2018-2019 Demographic & Statistical Profile

Nevada County, California

County of Nevada CountyNC

Location in the state of California

California is located in the United States
521px-Map_of_California_highlighting_Nevada_County.svgRegion Sierra Nevada, Greater Sacramento
Incorporated 1851
County seat Nevada City
Largest city Truckee (population and area)

• Total 974 sq mi (2,520 km2)
• Land 957 sq mi (2,480 km2)
• Water 17 sq mi (40 km2)
Population (2013)
• Total 97,019
• Density 100/sq mi (39/km2)
Time zone Pacific Standard Time (UTC-8)
• Summer (DST) Pacific Daylight Time (UTC-7

Nevada County is a county located in the Sierra Nevada of California, in the Mother Lode Country. As of the 2010 Census Statistics its population was 98,764. The county seat is Nevada City.



Martis Creek Lake and Dam at the eastern end of Nevada County near Truckee. At full pool, the lake extends into Placer County in the distance to the south.

Martis Creek Lake and Dam in Nevada County. This picture was actually taken over Placer County, looking north into Nevada County.

Nevada County was created in 1851 from parts of Yuba County.

The county was named after the mining town of Nevada City, a name derived from the term “Sierra Nevada.” The word nevada is Spanish for “snowy” or “snow-covered.”[1]

Nevada City was the first to use the word “Nevada” in its name. In 1851 the newly formed Nevada County used the same name as the county seat. The bordering state of Nevada used the same name in 1861. The region came to life in the Gold Rush of 1849. Many historical sites remain to mark the birth of this important region in California’s formative years. Among them is the Nevada Theatre in Nevada City, the oldest theater built in California in 1865. It operates to this day and once hosted Mark Twain among other historical figures. The Old 5 Mile House stagecoach stop built in 1890, also operates to this day as a provider of hospitality spanning three centuries. This historical site still features “The stagecoach safe” that is on display outside the present day restaurant and is the source of many legends of stagecoach robbers and notorious highwaymen in the California gold rush era. The gold industry in Nevada County thrived into the post-WWII days.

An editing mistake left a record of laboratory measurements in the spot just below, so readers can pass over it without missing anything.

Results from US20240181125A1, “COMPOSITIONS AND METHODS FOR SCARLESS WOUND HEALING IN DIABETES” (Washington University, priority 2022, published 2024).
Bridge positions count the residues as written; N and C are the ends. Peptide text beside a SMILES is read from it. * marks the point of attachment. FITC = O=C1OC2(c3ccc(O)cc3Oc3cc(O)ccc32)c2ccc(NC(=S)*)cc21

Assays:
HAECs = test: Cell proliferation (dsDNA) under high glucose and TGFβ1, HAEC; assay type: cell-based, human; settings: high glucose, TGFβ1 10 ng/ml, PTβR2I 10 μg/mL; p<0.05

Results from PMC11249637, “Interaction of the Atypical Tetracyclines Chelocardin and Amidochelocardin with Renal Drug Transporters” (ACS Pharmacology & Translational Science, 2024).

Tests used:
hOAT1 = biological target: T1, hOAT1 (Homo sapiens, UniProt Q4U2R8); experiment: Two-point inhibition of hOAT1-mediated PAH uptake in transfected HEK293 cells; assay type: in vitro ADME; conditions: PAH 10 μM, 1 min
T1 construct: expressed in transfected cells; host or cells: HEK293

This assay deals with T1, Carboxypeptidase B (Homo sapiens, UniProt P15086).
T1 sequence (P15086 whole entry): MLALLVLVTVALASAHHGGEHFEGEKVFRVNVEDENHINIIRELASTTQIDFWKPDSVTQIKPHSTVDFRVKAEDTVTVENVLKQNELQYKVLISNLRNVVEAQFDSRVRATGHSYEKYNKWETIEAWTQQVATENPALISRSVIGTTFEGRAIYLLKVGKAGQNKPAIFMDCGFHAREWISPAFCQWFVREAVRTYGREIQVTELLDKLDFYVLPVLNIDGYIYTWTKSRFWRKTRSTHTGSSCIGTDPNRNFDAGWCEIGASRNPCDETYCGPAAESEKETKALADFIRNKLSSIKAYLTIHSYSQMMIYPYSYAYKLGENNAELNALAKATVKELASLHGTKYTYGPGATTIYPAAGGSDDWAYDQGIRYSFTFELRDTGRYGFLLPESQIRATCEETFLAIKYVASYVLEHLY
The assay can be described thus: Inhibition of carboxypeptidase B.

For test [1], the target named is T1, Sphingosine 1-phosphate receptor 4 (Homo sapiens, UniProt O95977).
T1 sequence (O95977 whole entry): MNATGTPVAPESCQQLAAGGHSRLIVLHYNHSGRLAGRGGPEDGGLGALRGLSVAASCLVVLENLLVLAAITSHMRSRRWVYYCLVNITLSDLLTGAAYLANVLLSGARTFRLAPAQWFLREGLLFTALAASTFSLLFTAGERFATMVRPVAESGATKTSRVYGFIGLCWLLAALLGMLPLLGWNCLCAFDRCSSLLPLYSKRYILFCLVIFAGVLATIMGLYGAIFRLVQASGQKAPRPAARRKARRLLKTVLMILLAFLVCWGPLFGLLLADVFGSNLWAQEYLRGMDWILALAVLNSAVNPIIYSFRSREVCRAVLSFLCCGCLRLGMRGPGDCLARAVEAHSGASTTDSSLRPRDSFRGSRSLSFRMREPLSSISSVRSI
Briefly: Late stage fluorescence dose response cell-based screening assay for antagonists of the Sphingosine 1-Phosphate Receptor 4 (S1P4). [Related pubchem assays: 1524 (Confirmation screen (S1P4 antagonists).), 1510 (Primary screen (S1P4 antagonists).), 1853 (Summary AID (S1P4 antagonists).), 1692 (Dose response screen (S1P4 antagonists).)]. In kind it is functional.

799px-Gold-270445Gold nugget of about 6 troy ounces, from the Yuba River placers of Nevada County. Size: 8.3 x 2.8 x 2.3 cm.

The county had many firsts and historic technological moments. The first long-distance telephone in the world, built in 1877 by the Ridge Telephone Company, connected French Corral with French Lake, 58 miles (93 km) away.[2] It was operated by the Milton Mining Company from a building on this site that had been erected about 1853. The Pelton wheel, designed to power gold mines, still drives hydro-electric generators today. Nevada City and Grass Valley were among the first California towns with electric lights. The OlympicsNASA, and virtually every television station around the country utilizes video/broadcasting equipment designed and manufactured by Grass Valley Group, founded in Grass Valley. Electronic medical dosing equipment was first developed and manufactured in Nevada County.[citation needed] The first commercially viable picture-phone was developed in Nevada City.[citation needed] More than fifty high tech and applied tech companies, and more than one thousand hardware and software design and development professionals call Nevada County home. The county is sometimes referred to as the “Silicon Valley of the Sierras.” The arcade video game was born in Nevada County, with Pong.

The Nevada County Narrow Gauge Railroad was built in 1876 and was the only railroad in the West that was never robbed, even though its primary freight was gold. (Builder-owner John Flint Kidder‘s reputation made it clear that he would personally hunt down and kill anyone who tried.) The rail line closed in 1942 and was torn up for scrap.